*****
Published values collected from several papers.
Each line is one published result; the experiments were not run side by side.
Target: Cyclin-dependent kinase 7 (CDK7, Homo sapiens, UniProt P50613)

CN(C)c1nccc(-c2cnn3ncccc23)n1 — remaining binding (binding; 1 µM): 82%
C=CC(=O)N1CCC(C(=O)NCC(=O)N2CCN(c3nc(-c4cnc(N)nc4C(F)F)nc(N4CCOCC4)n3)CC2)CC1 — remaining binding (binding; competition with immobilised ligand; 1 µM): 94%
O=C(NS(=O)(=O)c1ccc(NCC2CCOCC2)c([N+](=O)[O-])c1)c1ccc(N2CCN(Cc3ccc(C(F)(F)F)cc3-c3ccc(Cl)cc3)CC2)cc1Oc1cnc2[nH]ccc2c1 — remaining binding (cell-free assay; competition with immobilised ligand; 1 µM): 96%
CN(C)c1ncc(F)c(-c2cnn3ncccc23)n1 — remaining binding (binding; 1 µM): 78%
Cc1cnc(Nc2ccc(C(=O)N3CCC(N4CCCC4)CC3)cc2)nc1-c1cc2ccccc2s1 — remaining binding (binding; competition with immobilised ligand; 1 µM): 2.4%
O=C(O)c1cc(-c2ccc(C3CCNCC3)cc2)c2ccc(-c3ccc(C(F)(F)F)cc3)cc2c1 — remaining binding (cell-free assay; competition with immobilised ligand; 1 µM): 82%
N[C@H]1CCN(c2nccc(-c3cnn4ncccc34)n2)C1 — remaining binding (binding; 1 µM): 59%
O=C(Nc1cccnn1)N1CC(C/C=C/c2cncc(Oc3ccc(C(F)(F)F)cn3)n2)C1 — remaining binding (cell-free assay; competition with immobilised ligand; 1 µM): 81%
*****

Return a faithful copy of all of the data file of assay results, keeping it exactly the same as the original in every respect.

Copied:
Published values collected from several papers.
Each line is one published result; the experiments were not run side by side.
Target: Cyclin-dependent kinase 7 (CDK7, Homo sapiens, UniProt P50613)

CN(C)c1nccc(-c2cnn3ncccc23)n1 — remaining binding (binding; 1 µM): 82%
C=CC(=O)N1CCC(C(=O)NCC(=O)N2CCN(c3nc(-c4cnc(N)nc4C(F)F)nc(N4CCOCC4)n3)CC2)CC1 — remaining binding (binding; competition with immobilised ligand; 1 µM): 94%
O=C(NS(=O)(=O)c1ccc(NCC2CCOCC2)c([N+](=O)[O-])c1)c1ccc(N2CCN(Cc3ccc(C(F)(F)F)cc3-c3ccc(Cl)cc3)CC2)cc1Oc1cnc2[nH]ccc2c1 — remaining binding (cell-free assay; competition with immobilised ligand; 1 µM): 96%
CN(C)c1ncc(F)c(-c2cnn3ncccc23)n1 — remaining binding (binding; 1 µM): 78%
Cc1cnc(Nc2ccc(C(=O)N3CCC(N4CCCC4)CC3)cc2)nc1-c1cc2ccccc2s1 — remaining binding (binding; competition with immobilised ligand; 1 µM): 2.4%
O=C(O)c1cc(-c2ccc(C3CCNCC3)cc2)c2ccc(-c3ccc(C(F)(F)F)cc3)cc2c1 — remaining binding (cell-free assay; competition with immobilised ligand; 1 µM): 82%
N[C@H]1CCN(c2nccc(-c3cnn4ncccc34)n2)C1 — remaining binding (binding; 1 µM): 59%
O=C(Nc1cccnn1)N1CC(C/C=C/c2cncc(Oc3ccc(C(F)(F)F)cn3)n2)C1 — remaining binding (cell-free assay; competition with immobilised ligand; 1 µM): 81%